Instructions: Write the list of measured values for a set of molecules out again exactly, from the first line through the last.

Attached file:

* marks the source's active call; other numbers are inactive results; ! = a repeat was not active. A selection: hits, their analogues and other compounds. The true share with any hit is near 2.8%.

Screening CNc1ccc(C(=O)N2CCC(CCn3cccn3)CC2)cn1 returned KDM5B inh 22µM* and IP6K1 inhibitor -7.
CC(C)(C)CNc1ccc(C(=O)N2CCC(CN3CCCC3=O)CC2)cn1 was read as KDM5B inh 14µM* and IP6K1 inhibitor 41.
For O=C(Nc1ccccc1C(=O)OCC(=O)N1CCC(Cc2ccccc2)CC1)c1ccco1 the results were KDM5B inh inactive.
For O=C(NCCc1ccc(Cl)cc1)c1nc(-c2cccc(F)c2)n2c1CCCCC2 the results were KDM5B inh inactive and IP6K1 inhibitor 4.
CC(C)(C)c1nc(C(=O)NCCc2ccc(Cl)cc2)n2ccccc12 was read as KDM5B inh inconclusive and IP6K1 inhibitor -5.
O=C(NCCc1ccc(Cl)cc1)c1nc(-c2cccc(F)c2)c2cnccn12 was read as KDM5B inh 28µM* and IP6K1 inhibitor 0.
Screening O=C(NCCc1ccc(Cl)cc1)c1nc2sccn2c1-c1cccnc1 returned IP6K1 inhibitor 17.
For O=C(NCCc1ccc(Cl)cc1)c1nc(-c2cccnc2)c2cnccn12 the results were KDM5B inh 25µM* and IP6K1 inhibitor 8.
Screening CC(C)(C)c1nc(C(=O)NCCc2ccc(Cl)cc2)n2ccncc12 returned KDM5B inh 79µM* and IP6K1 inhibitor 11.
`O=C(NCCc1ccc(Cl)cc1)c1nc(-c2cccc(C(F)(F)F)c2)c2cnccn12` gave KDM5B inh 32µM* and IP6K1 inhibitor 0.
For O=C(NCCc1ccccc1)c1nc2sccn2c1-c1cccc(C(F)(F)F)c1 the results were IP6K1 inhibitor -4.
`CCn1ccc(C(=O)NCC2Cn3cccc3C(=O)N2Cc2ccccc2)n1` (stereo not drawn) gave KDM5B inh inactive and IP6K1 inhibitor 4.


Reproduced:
* marks the source's active call; other numbers are inactive results; ! = a repeat was not active. A selection: hits, their analogues and other compounds. The true share with any hit is near 2.8%.

Screening CNc1ccc(C(=O)N2CCC(CCn3cccn3)CC2)cn1 returned KDM5B inh 22µM* and IP6K1 inhibitor -7.
CC(C)(C)CNc1ccc(C(=O)N2CCC(CN3CCCC3=O)CC2)cn1 was read as KDM5B inh 14µM* and IP6K1 inhibitor 41.
For O=C(Nc1ccccc1C(=O)OCC(=O)N1CCC(Cc2ccccc2)CC1)c1ccco1 the results were KDM5B inh inactive.
For O=C(NCCc1ccc(Cl)cc1)c1nc(-c2cccc(F)c2)n2c1CCCCC2 the results were KDM5B inh inactive and IP6K1 inhibitor 4.
CC(C)(C)c1nc(C(=O)NCCc2ccc(Cl)cc2)n2ccccc12 was read as KDM5B inh inconclusive and IP6K1 inhibitor -5.
O=C(NCCc1ccc(Cl)cc1)c1nc(-c2cccc(F)c2)c2cnccn12 was read as KDM5B inh 28µM* and IP6K1 inhibitor 0.
Screening O=C(NCCc1ccc(Cl)cc1)c1nc2sccn2c1-c1cccnc1 returned IP6K1 inhibitor 17.
For O=C(NCCc1ccc(Cl)cc1)c1nc(-c2cccnc2)c2cnccn12 the results were KDM5B inh 25µM* and IP6K1 inhibitor 8.
Screening CC(C)(C)c1nc(C(=O)NCCc2ccc(Cl)cc2)n2ccncc12 returned KDM5B inh 79µM* and IP6K1 inhibitor 11.
`O=C(NCCc1ccc(Cl)cc1)c1nc(-c2cccc(C(F)(F)F)c2)c2cnccn12` gave KDM5B inh 32µM* and IP6K1 inhibitor 0.
For O=C(NCCc1ccccc1)c1nc2sccn2c1-c1cccc(C(F)(F)F)c1 the results were IP6K1 inhibitor -4.
`CCn1ccc(C(=O)NCC2Cn3cccc3C(=O)N2Cc2ccccc2)n1` (stereo not drawn) gave KDM5B inh inactive and IP6K1 inhibitor 4.